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updated: 1/17/2014 10:19 AM

Vernon Area Library to ease some borrowing rules for non-residents

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  • Cynthia Fuerst

    Cynthia Fuerst

  • Vernon Area Public Library officials plan to further reduce the restrictions on borrowing by out-of-district residents.

    Vernon Area Public Library officials plan to further reduce the restrictions on borrowing by out-of-district residents.
    Courtesy of Vernon Area Public Library


Vernon Area Public Library officials are set to lift one of the last remaining restrictions for out-of-district patrons who check out materials at the Lincolnshire facility.

The limits were enacted in 2002 because customers who live in other library districts were responsible for nearly a third of the library's circulation.

Most of those customers were residents in the Libertyville-based Cook Memorial Public Library District or the Wheeling-based Indian Trails Public Library District. Both border Vernon Area.

Initially, such patrons were unable to check out DVDs and CDs, and they were allowed to check out fewer items per day than in-district residents.

But thanks primarily to the 2010 opening of the Cook Memorial Library branch on Aspen Drive in Vernon Hills, checkouts by out-of-district residents -- formally called reciprocal borrowing -- is a fraction of what it once was.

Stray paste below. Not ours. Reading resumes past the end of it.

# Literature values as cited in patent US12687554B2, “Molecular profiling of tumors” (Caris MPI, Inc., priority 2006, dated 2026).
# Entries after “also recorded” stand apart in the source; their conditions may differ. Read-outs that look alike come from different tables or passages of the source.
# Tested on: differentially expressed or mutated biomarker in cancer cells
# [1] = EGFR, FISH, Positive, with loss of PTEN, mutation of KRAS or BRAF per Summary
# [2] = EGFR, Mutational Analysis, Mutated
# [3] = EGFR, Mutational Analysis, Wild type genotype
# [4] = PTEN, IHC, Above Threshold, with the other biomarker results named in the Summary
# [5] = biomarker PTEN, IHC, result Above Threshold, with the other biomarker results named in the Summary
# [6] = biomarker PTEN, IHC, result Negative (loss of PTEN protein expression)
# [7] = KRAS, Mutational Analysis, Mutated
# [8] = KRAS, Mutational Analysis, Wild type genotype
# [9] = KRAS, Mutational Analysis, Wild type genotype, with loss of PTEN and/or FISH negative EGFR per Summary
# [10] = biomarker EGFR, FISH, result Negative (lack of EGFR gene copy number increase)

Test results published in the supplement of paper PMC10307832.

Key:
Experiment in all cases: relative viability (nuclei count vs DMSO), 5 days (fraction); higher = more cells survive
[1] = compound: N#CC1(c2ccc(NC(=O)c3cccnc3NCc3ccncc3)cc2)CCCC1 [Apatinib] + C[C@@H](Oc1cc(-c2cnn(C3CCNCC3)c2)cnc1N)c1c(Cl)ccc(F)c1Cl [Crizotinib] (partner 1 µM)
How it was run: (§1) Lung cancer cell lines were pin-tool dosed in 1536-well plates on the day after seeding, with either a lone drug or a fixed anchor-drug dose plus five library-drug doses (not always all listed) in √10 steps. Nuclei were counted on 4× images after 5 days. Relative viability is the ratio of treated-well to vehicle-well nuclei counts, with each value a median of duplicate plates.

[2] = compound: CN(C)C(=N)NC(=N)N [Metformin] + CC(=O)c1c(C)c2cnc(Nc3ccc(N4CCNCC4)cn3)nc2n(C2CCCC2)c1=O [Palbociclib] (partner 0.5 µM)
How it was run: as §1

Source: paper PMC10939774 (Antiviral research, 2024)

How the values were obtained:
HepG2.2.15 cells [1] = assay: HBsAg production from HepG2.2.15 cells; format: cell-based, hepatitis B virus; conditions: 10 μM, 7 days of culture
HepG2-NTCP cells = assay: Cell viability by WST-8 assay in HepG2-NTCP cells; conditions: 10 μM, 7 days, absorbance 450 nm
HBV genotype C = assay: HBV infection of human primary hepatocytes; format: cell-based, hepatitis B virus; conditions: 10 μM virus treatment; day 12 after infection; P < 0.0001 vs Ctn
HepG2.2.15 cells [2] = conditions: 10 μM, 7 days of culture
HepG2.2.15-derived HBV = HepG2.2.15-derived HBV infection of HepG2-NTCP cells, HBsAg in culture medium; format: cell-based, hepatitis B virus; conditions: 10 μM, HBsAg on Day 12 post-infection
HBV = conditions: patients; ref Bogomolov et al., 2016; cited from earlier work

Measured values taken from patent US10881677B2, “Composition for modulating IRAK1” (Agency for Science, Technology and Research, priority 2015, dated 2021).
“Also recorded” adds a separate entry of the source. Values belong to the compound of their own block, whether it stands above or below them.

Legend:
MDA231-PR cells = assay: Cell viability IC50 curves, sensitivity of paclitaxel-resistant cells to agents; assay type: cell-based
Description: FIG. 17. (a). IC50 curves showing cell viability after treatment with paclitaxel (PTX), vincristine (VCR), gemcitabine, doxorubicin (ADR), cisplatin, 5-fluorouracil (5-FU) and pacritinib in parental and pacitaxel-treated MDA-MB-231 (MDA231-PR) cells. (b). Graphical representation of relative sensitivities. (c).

"That isn't really a problem today," Vernon Area Director Cynthia Fuerst said in an email to the Daily Herald. "We believe the restrictions are no longer needed."

The Vernon Area board could vote Monday to amend the reciprocal borrowing policy. The meeting is set for 7 p.m. at the library, 300 Olde Half Day Road.

The rules have been eased gradually in recent years. The ban on checking out DVDs and other audiovisual material was lifted in 2006, for example.

Only two restrictions still stand.

One limits out-of-district patrons to having 30 items checked out at one time. The cap for Vernon Area residents is 75 items.

Additionally, nonresidents are not allowed to check out e-readers for digital books. Vernon Area residents can check out the devices.

Under the plan to be considered Monday, the 30-item limit would be eliminated. The ban on borrowing e-readers would remain.

"We would much rather tell people yes than no," Fuerst said.

Reciprocal borrowers checked out 60,214 items in 2013, about 7 percent of the library's total circulation for the year. That's down slightly from the previous year and is considerably lower than the rate from a decade ago.

The popularity of the Aspen Drive Library in Vernon Hills is a big reason for the drop-off, Fuerst said.

"Enough time has passed since they opened that we are confident that our usage by out-of-district patrons is in line with what is happening at other suburban libraries," she said.

Vernon Area residents are responsible for roughly the same amount of reciprocal borrowing at other area libraries, Fuerst said.

Cook Memorial Executive Director Stephen Kershner said the drop-off in reciprocal borrowing at Vernon Area since his district's Aspen Drive library opened is yet another indicator of the need for a library in Vernon Hills.

"We're very pleased that the community has responded so well to that facility down there," Kershner said.

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